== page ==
What should I know about Dropbox
6 things you should know about Dropbox
Everyone knows Dropbox. A lot of people use Dropbox. In 2014 there were a total of 300 million users who entrusted their private data to Dropbox. The amount of data managed by Dropbox can hardly be precisely quantified from the outside. In 2011, when Dropbox “only” had 25 million users, it was over 10 petabytes. A simple extrapolation to today's number of customers results in around 120 petabytes of data, and given the increasing willingness of users to store data in the cloud, this extrapolation appears to be a rather conservative estimate. Realistically, several hundred petabytes are now managed by Dropbox, especially since Dropbox often saves the entire file history of users. To clarify: 1 petabyte is: 1,000 terabytes or 1,000,000 gigabytes.
In the following article, you will learn six facts about Dropbox that are sure to interest you.
Fact 1: what is Dropbox, who is Dropbox?
In 2007, the two students Drew Houston and Arash Ferdowski in San Francisco came up with the idea of founding Dropbox. They wanted to develop cloud storage that would eliminate the need for USB sticks or large email attachments. In the founding year, the two founders were able to book funding of over 1.2 million US dollars and then published version 1.0 of their service in 2010.
Since then, the number of users of Dropbox has exploded, which has made the service the first place in user numbers among data storage services for a long time. The growth is unbroken (see picture), although Dropbox had to give up the first place to the iCloud from Apple in the meantime. Apple benefits from the fact that iCloud is included with every iOS device.
Fact 2: where is my data?
Dropbox does not operate its own data center. From the beginning, Dropbox took advantage of the storage offered by Amazon Web Services (AWS). The daughter of the well-known online department store has data centers on all continents of the world. In 2014, Amazon also opened a data center in Frankfurt. What at first glance sounds like good news for German Dropbox users is not necessarily so. Dropbox doesn't let users decide where to save their data. Since the largest Amazon data centers are in Ireland, it can be assumed with a high degree of probability that a large part of the data of German users is in a data center on the Emerald Isle.
Fact 3: What rights does Dropbox get to my data?
The General Terms and Conditions (GTC) of Dropbox (version from January 22nd, 2015) contain the following agreement:
When you use our services, you provide us with information such as your files, content, email messages, contacts, etc. ("Your Information"). Your data is yours. These terms and conditions give us no rights to your data, with the exception of the limited rights that allow us to offer the services.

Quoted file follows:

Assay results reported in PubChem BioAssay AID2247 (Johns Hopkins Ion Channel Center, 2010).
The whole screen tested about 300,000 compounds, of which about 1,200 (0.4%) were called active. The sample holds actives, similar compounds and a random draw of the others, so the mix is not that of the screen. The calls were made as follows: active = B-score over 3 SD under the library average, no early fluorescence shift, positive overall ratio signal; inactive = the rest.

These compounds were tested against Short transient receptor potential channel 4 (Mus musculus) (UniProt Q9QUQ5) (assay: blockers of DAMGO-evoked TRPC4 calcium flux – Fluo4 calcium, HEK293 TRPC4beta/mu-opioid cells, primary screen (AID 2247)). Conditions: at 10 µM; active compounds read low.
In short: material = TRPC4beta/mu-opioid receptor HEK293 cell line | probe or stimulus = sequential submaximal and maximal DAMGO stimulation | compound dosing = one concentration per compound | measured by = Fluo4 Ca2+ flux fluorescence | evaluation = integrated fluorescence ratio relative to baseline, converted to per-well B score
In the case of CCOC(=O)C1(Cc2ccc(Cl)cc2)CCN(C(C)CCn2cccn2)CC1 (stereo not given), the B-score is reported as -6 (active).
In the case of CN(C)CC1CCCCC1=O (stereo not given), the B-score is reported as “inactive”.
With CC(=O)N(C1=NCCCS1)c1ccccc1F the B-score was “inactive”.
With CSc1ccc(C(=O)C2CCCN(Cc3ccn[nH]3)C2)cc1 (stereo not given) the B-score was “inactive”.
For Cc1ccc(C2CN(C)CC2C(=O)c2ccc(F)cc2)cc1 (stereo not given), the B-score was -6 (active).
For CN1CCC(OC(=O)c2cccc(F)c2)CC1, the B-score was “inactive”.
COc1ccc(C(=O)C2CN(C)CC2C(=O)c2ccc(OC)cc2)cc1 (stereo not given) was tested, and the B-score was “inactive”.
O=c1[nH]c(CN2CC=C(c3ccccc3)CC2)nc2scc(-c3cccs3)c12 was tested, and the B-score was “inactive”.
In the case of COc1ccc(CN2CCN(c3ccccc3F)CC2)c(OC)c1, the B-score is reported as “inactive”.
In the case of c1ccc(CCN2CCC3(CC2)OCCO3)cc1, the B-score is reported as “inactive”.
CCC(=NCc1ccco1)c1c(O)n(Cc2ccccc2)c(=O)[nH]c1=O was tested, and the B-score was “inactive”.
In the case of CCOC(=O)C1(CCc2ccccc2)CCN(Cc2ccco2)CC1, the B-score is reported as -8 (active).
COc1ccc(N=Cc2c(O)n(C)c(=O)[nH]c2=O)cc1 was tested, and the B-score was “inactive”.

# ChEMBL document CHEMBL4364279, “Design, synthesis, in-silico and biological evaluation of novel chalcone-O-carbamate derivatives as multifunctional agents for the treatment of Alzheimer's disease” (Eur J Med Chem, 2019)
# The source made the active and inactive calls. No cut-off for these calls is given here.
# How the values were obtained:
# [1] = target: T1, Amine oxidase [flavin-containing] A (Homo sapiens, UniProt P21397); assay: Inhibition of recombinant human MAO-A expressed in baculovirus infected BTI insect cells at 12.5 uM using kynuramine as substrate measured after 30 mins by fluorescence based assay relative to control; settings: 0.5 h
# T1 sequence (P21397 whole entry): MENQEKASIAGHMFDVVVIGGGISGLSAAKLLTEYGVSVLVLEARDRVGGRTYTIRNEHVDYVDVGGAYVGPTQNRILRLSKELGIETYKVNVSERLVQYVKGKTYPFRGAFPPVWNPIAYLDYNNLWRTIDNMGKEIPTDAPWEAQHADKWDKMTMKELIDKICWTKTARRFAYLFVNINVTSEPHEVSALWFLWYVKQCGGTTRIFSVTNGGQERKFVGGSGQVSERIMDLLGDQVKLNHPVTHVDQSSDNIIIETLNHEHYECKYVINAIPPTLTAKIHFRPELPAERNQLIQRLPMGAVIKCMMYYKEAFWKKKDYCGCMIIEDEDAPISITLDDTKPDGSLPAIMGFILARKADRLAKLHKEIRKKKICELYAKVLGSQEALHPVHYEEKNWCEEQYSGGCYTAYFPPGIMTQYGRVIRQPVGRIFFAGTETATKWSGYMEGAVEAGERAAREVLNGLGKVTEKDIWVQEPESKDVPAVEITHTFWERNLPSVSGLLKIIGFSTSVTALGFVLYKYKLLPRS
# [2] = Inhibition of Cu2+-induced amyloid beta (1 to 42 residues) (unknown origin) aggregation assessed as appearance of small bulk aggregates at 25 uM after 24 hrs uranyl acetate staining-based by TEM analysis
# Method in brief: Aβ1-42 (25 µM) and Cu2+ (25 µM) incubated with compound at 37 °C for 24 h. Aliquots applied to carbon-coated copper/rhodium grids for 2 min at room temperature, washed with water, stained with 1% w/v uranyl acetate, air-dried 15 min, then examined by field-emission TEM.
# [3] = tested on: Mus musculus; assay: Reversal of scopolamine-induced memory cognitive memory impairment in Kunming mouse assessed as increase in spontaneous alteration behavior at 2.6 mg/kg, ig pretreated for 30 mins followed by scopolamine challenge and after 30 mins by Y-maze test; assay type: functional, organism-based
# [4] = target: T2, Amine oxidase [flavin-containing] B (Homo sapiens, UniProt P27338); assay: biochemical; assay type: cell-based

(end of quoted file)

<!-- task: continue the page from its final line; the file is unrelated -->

But it also says:
These and other functions require your data to be accessed and scanned by our systems. You give us permission to perform these tasks, and that permission extends to the third party vendors we work with.
Although all data from Dropbox are encrypted using AES encryption (256 bit), all employees of the company and all cooperation partners have full access to the data. In the past, Dropbox has repeatedly had to contend with allegations of insufficient security efforts. For example, in 2011, after an update of the cloud storage, Dropbox accepted any password for four hours, which meant that every user profile could be accessed during this time.
Fact 4: Do the Secret Services have access to Dropbox?
Since the publications by Edward Snowden in 2013, it has been clear that the NSA is one of the cooperation partners that has direct access to the stored data. The advertised 256-bit encryption may sound good, but it's not worth a cent as long as Dropbox (and all other American cloud providers, by the way) passes access to the system to the brain services.
Fact 5: Are there German alternatives to Dropbox?
A German alternative to Dropbox can be found e.g. in Strato HiDrive. Here you get 5 GB of free cloud storage from a German provider who only uses German data centers and is therefore subject to strict German data protection legislation. Strato offers the option of integrating the memory into the system as an additional hard drive under Windows, Linux and Mac. Nevertheless, you have to expect a loss of comfort, since Dropbox is now used by many mobile phone apps or Internet services as the standard cloud storage space.
Fact 6: How can a private cloud be a Dropbox alternative?
One possible alternative is to use your own private cloud. This gives you the convenience of the cloud without the disadvantage that the data is in some third-party data center and is analyzed and screened by cooperation partners. The ionas server is such a private cloud and a real Dropbox alternative. Even if you are not a computer pro, thanks to ionas - your online assistant, you can retrieve your data from Dropbox and save it in your own four walls. The ionas experts set up the Linux server of the ionas server according to your requirements and ensure that files, appointments, contacts and notes are always synchronized on all your devices. This works on Windows systems just as it does on other platforms. Give us a call and find out more about our Dropbox alternative.
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